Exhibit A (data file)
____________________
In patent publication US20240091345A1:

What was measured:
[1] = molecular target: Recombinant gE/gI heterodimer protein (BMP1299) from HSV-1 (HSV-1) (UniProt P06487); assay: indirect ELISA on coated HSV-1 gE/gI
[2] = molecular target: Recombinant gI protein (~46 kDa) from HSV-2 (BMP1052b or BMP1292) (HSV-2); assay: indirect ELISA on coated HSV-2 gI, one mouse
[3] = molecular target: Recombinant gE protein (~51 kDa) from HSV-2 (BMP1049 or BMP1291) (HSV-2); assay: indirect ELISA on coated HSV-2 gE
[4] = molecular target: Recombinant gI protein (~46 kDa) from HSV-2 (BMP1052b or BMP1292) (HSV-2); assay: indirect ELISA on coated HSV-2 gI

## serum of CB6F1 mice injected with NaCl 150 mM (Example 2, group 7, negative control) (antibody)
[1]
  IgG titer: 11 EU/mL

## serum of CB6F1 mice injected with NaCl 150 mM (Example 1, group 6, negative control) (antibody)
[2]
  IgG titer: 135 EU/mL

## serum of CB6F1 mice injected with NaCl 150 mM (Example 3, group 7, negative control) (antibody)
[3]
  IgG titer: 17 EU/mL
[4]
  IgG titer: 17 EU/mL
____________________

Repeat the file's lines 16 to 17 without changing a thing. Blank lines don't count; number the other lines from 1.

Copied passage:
[4]
  IgG titer: 17 EU/mL